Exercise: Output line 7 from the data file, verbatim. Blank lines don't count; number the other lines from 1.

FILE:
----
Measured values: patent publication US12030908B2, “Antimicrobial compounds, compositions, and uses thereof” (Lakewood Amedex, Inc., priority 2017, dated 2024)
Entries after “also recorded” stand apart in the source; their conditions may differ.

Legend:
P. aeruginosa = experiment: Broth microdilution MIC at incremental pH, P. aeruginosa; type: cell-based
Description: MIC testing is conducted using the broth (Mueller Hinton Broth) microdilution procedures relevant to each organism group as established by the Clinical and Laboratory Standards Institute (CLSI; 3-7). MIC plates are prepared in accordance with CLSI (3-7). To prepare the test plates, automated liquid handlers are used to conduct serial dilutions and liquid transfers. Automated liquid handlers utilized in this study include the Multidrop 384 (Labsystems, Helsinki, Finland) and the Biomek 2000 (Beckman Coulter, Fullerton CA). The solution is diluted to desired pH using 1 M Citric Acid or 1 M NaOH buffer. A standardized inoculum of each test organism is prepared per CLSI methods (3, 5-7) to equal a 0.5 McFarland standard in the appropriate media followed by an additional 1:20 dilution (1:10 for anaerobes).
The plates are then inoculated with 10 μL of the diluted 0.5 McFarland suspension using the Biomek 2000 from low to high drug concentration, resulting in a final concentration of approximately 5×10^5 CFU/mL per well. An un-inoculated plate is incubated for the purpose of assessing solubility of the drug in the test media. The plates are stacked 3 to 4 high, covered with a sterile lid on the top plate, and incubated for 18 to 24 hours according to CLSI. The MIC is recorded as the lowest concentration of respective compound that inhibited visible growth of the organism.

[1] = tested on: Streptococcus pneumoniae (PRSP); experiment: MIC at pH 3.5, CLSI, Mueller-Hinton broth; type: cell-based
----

[1] = tested on: Streptococcus pneumoniae (PRSP); experiment: MIC at pH 3.5, CLSI, Mueller-Hinton broth; type: cell-based